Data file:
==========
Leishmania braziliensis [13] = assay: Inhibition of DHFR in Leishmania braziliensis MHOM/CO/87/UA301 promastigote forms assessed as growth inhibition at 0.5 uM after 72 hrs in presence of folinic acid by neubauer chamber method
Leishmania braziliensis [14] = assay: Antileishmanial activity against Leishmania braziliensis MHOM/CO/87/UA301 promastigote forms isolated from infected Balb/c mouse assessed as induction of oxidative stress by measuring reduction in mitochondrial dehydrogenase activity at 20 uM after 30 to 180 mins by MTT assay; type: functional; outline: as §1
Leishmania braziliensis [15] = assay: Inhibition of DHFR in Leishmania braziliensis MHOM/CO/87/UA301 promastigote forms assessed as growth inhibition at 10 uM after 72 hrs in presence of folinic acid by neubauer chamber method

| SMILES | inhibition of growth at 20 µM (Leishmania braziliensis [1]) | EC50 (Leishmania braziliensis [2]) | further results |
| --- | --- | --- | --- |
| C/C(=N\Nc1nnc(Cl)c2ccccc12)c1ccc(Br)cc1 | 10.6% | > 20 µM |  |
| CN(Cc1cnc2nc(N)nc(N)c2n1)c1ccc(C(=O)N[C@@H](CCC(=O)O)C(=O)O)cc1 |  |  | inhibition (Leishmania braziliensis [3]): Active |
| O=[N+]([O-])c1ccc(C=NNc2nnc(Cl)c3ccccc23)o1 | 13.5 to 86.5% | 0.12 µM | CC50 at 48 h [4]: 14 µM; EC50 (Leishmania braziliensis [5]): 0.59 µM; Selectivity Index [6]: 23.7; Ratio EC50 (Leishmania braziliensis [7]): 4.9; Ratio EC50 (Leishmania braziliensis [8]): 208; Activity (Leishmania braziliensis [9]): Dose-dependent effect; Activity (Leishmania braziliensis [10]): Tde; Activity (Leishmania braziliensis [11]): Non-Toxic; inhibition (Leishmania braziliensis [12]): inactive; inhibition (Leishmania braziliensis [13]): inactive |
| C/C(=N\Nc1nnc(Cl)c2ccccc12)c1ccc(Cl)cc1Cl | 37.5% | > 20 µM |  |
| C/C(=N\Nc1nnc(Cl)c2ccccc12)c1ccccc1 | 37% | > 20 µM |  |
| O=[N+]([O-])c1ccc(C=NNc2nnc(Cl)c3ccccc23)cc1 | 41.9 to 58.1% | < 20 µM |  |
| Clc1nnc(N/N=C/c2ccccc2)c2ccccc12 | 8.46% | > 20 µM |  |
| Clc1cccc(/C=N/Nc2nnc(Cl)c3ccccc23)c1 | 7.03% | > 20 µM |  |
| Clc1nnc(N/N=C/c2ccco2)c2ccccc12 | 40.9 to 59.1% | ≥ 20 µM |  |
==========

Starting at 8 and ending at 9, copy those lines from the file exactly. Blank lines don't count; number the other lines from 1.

| O=[N+]([O-])c1ccc(C=NNc2nnc(Cl)c3ccccc23)o1 | 13.5 to 86.5% | 0.12 µM | CC50 at 48 h [4]: 14 µM; EC50 (Leishmania braziliensis [5]): 0.59 µM; Selectivity Index [6]: 23.7; Ratio EC50 (Leishmania braziliensis [7]): 4.9; Ratio EC50 (Leishmania braziliensis [8]): 208; Activity (Leishmania braziliensis [9]): Dose-dependent effect; Activity (Leishmania braziliensis [10]): Tde; Activity (Leishmania braziliensis [11]): Non-Toxic; inhibition (Leishmania braziliensis [12]): inactive; inhibition (Leishmania braziliensis [13]): inactive |
| C/C(=N\Nc1nnc(Cl)c2ccccc12)c1ccc(Cl)cc1Cl | 37.5% | > 20 µM |  |